Akeel Bilgrami has picked the three winners:
- Top Quark, $1000: Justin Erik Halldor Smith: More on Non-Western Philosophy (the Very Idea)
- Strange Quark, $300: Tomkow: The Retributive Theory of Property
- Charm Quark, $200: Brian Leiter's Nietzsche Blog: Katsafanas on “Nietzsche's Philosophical Psychology”
Here is what Professor Bilgrami had to say about them:
Blogs are not easy to assess for a prize.
For one thing, unlike the standard journal article, the length of blogs is quite variable as is evident among the finalists for the 3 Quarks Daily prize for philosophical blogs. The short blogs are at a disadvantage because they are bound –prima facie– to be more limited in ambition and in patient development of an argument. This was true for most of the shorter blogs I was sent –and I found myself wishing that the authors had allowed themselves more words.
For another, blogs are often embedded in larger contexts of writing because they are often responses to earlier postings. This is fine for the devoted reader who has been following the entire thread of postings. But for someone wheeled in as a judge for a prize, the most embedded of blogs are willy-nilly given as self-standing. Of course, if one is alert, one can surmise the larger context sufficiently to get a sense of the blog’s chief points and purpose. Still, it puts those blogs, which are more deeply embedded in earlier discussions at a disadvantage when compared with blogs which are first off and therefore manifestly self-standing.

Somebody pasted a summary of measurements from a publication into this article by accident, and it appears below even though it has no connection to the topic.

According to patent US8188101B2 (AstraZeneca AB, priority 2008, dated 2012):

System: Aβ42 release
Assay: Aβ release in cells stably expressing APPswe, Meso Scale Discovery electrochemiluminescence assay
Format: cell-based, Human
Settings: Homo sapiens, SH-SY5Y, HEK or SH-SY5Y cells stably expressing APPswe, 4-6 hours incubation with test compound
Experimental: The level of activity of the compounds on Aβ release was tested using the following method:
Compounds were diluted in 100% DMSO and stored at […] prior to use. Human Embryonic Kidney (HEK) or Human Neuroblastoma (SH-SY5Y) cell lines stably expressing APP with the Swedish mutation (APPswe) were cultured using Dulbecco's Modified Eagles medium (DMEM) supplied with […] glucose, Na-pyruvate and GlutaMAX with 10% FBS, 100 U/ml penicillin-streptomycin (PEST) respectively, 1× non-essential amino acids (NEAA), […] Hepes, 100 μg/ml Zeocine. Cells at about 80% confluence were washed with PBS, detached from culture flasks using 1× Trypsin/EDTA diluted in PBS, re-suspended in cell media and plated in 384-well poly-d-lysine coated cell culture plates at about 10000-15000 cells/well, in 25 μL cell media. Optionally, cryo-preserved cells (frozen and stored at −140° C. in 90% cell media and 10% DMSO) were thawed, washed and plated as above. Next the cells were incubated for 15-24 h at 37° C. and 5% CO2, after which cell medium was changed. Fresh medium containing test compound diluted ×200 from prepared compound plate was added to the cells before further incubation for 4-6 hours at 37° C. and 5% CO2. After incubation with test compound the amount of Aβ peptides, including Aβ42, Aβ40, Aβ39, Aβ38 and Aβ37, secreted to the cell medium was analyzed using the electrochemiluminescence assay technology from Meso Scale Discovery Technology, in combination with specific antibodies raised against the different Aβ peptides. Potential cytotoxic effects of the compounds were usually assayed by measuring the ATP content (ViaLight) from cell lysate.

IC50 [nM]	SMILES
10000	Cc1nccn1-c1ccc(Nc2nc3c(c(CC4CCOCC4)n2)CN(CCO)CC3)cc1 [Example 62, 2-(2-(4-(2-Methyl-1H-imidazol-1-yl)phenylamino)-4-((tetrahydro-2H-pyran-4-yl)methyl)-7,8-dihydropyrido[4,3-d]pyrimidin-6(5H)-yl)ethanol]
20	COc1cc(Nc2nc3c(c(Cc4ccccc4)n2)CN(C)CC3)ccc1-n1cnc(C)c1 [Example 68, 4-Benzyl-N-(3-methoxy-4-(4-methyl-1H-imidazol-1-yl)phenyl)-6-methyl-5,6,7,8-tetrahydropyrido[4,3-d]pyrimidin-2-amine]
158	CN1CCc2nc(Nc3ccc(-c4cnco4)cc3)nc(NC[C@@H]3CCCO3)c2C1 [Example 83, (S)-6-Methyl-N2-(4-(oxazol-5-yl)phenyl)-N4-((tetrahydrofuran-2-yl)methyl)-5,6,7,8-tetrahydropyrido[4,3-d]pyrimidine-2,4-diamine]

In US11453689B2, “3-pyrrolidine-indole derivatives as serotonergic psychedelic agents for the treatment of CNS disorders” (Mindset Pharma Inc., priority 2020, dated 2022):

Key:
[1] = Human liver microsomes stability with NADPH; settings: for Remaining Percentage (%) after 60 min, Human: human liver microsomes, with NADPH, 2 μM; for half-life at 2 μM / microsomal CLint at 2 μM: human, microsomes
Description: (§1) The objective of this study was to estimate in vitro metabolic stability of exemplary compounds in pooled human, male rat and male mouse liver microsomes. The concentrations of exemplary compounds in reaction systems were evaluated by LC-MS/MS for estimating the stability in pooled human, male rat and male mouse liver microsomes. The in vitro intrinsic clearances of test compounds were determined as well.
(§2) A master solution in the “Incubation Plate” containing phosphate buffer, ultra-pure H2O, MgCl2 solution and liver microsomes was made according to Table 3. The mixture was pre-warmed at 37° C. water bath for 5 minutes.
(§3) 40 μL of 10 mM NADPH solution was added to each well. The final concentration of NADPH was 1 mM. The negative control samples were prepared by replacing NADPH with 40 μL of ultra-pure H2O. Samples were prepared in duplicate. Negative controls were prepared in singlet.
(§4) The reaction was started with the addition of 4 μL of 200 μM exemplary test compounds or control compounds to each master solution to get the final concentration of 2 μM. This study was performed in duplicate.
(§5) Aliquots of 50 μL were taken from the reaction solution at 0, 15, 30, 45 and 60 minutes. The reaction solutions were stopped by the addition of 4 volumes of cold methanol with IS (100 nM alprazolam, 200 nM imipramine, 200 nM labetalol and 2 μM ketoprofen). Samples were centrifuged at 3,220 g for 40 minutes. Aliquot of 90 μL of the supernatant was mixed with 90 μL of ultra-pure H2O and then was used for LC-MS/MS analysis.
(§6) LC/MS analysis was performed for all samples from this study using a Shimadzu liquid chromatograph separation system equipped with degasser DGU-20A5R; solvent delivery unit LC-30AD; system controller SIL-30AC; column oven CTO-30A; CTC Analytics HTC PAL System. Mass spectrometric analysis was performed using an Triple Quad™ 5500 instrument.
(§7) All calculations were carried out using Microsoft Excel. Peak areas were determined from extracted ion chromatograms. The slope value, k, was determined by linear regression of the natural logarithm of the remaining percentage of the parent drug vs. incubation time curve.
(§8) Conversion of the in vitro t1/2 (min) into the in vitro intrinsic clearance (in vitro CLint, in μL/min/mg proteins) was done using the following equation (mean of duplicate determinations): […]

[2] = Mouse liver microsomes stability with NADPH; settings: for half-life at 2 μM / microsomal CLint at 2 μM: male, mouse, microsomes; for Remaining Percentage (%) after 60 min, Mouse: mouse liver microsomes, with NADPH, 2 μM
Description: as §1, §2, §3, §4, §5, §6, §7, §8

Following instructions, I’ve selected three blogs.
The third prize goes to the blog on the Nietzsche discussion site. It had a number of interesting points to make and it may well have been placed higher if I had had a chance to read the earlier posting to which it was a response. As it happens, since I didn’t, I was left with a blinded appreciation of the overall dialectic on the issues at stake, but nevertheless appreciated some of the philosophical points that could be distilled despite missing the full sense of the background to the discussion.
The second prize goes to the longish self-standing discussion of property rights. The essay is smart, it is written with verve and high spirits, even as it makes its several historical and analytical claims concisely. I would have thought that what it says of property rights could not possibly extend to some rights that are not part of the standard liberal repertory of rights, even though the author begins with a discussion of a retributive theory of rights, in general.
The first prize goes to the essay on Western and non-Western philosophy. Despite one of the responses to it which makes a claim to exceptions, I think, the essay gives a more or less accurate description of the assumptions underlying the angle we have tended to take on non-Western philosophy and it makes a telling criticism against those assumptions. It is a good example of how one can learn about our own limitations by taking a critical look at how we tend to view others. It, like the previous blog I mentioned, is also very engagingly written and, I daresay, (despite one or two moments of hyperbole), it is measurably more believable.
My congratulations to the winners.
Congratulations also from 3QD to the winners (I will send the prize money later today–and remember, you must claim the money within one month from today–just send me an email). And feel free to leave your acceptance speech as a comment here! And thanks to everyone who participated. Thanks also, of course, to Akeel Bilgrami for doing the final judging.
The three prize logos at the top of this post were designed, respectively, by Carla Goller, Sughra Raza, and me. I hope the winners will display them with pride on their own blogs!
Details about the prize here.